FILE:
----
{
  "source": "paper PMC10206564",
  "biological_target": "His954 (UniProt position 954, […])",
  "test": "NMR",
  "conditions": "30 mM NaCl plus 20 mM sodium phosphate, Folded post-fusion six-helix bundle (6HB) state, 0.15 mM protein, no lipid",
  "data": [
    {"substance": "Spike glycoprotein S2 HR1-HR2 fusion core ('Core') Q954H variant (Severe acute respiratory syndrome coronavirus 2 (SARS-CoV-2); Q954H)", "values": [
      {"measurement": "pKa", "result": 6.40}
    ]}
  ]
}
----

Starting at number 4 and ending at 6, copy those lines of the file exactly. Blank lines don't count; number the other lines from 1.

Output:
  "test": "NMR",
  "conditions": "30 mM NaCl plus 20 mM sodium phosphate, Folded post-fusion six-helix bundle (6HB) state, 0.15 mM protein, no lipid",
  "data": [